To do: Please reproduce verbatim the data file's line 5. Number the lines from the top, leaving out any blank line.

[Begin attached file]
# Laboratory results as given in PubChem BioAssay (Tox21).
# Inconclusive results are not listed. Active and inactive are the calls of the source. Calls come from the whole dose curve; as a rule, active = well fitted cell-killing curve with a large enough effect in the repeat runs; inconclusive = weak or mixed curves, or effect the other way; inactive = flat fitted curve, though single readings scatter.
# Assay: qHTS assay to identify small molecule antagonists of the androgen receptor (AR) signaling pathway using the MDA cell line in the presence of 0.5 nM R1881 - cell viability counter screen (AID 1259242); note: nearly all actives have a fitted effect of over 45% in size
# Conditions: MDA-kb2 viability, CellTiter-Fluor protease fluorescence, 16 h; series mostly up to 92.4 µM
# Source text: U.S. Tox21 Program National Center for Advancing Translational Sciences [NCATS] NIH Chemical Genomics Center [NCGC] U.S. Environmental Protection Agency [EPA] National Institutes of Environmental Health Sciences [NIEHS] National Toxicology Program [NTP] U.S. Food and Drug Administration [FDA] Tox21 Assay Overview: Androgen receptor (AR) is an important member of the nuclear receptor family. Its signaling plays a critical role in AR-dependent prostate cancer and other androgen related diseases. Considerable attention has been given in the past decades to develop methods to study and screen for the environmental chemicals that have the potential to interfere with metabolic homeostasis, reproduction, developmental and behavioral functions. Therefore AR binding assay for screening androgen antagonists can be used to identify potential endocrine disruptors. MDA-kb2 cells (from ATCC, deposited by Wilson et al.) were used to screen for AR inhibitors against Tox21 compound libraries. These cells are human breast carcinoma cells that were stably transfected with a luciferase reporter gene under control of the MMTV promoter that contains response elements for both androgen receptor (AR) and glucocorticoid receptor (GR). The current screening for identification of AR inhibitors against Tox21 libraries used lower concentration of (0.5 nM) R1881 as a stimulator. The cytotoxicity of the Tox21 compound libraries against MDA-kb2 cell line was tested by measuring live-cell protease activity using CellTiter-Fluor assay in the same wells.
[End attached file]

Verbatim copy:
# Source text: U.S. Tox21 Program National Center for Advancing Translational Sciences [NCATS] NIH Chemical Genomics Center [NCGC] U.S. Environmental Protection Agency [EPA] National Institutes of Environmental Health Sciences [NIEHS] National Toxicology Program [NTP] U.S. Food and Drug Administration [FDA] Tox21 Assay Overview: Androgen receptor (AR) is an important member of the nuclear receptor family. Its signaling plays a critical role in AR-dependent prostate cancer and other androgen related diseases. Considerable attention has been given in the past decades to develop methods to study and screen for the environmental chemicals that have the potential to interfere with metabolic homeostasis, reproduction, developmental and behavioral functions. Therefore AR binding assay for screening androgen antagonists can be used to identify potential endocrine disruptors. MDA-kb2 cells (from ATCC, deposited by Wilson et al.) were used to screen for AR inhibitors against Tox21 compound libraries. These cells are human breast carcinoma cells that were stably transfected with a luciferase reporter gene under control of the MMTV promoter that contains response elements for both androgen receptor (AR) and glucocorticoid receptor (GR). The current screening for identification of AR inhibitors against Tox21 libraries used lower concentration of (0.5 nM) R1881 as a stimulator. The cytotoxicity of the Tox21 compound libraries against MDA-kb2 cell line was tested by measuring live-cell protease activity using CellTiter-Fluor assay in the same wells.